Music, and specifically group song, have been part of Beth Shalom’s tradition since its founding. The congregation chooses not to use instruments in worship services. All of the music in worship is sung a cappella by the congregation. In its early years, Beth Shalom had a music director named May Daniels, who attempted to organize a formal choir. The records of the synagogue’s Ritual Committee from the 1980s include an ongoing series of reports from Daniels in which she details her efforts to establish and improve Beth Shalom’s music. She writes in 1982 that “I have been visiting Reform and Liberal Synagogues in London to observe their liturgy and music with a view to learning what might help to enrich our own practice,” and observes that “The singing at the first HH [High Holy Days – RA] services of Beth Shalom was spontaneously praised by many of the congregants.”[3]

Daniels’s formal synagogue choir was not popular enough to survive and was disbanded in the early 1990s. In its place, the congregation at Beth Shalom carries the entirety of the music of the service. Members support each other vocally, and those who have joined Beth Shalom from other communities bring new melodies and new harmonies to Beth Shalom. A typical Shabbat morning service at Beth Shalom includes well-known melodies by Mombach, Lewandowski, Salomon Sulzer, and Shlomo Carlebach, some nusach–the ancient musical formulas for Jewish prayer, in the Western Ashkenazi tradition–and perhaps a tune or two that is a particular favorite of the congregant leading services that week. Because many of Beth Shalom’s congregants originally came from other communities, and because so many of them have contributed favorite tunes to Beth Shalom, the congregation’s repertoire is surprisingly large. Lay service leaders do not hesitate to demonstrate new melodies, confident that there are enough strong singers present at most Shabbat services that the congregation as a whole can learn new music within a few months, as happened when a lay leader introduced Meir Finkelstein’s setting of “L’Dor Vador” (“From Generation to Generation”) in 2016. Musically confident congregants provide harmony lines, and newcomers learn Beth Shalom’s repertoire by ear.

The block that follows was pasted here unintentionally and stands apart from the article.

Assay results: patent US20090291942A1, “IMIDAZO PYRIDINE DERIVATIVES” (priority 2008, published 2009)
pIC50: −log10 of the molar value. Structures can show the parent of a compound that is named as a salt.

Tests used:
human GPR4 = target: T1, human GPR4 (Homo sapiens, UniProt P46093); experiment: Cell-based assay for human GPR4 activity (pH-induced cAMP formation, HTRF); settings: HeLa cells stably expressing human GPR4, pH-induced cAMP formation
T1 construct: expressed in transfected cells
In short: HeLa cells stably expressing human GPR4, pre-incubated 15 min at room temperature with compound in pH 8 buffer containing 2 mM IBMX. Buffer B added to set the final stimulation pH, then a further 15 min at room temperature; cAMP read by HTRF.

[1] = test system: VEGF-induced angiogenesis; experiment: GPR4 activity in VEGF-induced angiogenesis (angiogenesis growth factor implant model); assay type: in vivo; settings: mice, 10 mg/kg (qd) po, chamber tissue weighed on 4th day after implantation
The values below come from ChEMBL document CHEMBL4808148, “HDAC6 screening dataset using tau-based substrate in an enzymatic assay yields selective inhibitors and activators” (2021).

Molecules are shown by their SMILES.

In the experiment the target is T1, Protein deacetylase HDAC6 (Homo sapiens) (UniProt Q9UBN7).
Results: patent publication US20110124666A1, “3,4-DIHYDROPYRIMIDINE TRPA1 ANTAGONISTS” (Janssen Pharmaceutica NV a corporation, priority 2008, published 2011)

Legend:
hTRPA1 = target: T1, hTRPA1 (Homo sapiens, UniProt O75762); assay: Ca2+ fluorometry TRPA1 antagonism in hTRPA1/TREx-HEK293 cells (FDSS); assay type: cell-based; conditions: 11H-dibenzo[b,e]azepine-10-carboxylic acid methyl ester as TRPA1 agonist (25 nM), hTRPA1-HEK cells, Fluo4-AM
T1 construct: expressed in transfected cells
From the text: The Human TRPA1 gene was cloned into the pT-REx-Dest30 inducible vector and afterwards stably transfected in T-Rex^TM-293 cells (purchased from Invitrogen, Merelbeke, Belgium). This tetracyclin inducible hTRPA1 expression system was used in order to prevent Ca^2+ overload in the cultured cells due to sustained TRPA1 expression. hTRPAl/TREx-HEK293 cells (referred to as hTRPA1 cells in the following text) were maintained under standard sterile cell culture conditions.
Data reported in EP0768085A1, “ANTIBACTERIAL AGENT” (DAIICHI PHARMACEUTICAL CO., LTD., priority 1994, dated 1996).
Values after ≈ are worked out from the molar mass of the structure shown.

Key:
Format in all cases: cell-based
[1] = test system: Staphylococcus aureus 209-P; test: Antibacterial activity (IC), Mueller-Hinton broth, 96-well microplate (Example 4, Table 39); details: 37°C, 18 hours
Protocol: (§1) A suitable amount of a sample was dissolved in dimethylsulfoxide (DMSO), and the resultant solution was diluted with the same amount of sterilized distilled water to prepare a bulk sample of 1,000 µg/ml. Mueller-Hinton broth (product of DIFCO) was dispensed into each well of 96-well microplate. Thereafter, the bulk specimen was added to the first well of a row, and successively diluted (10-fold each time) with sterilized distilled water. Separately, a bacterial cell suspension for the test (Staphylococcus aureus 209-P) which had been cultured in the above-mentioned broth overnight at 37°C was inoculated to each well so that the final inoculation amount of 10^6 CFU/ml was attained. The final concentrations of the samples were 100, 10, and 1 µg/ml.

Although Beth Shalom does not have a formal synagogue choir, it maintains a relationship with Kol Echad, Cambridge’s Jewish community choir. The current incarnation of Kol Echad was formed around the year 2000 (Levy 2015). It is open to anyone who wishes to join, regardless of religious affiliation; not all of its members are Jewish. It functions as a concert choir for the Jewish community of Cambridge and the surrounding area, and appears regularly at events sponsored by the pan-denominational Cambridge Jewish Residents’ Association, including annual Chanukah and Yom Ha-Atzma’ut (Israeli Independence Day) parties. Many of the members of Kol Echad also attend services at Beth Shalom, and the choir has rehearsal space in Beth Shalom’s building. For several years prior to and during the building’s construction, Beth Shalom engaged Kol Echad to sing at fundraising concerts for the building project. In addition, Kol Echad has visited Beth Shalom to sing on special occasions. The choir is often present at the annual service on Yom Ha-Shoah, the Jewish day of remembering the Holocaust, and it made a special appearance in 2017 leading the morning service on Shabbat Shirah–the “Sabbath of Song–when the Torah portion containing the Song of the Sea (Exodus 15:1 – 18) is read. However, a majority of members of both of these groups do not want to make their relationship any closer. Michael Gait told me that Kol Echad “should never be thought of as the choir of the synagogue, ever!” adding that “the tradition of everybody singing should be kept up” (Gait 2015, emphasis added). Sheila Levy concurred, recalling her childhood in a synagogue with a choir and very little congregational participation, saying “I don’t want that for Beth Shalom. I think the participation is very important for it” (Levy 2015).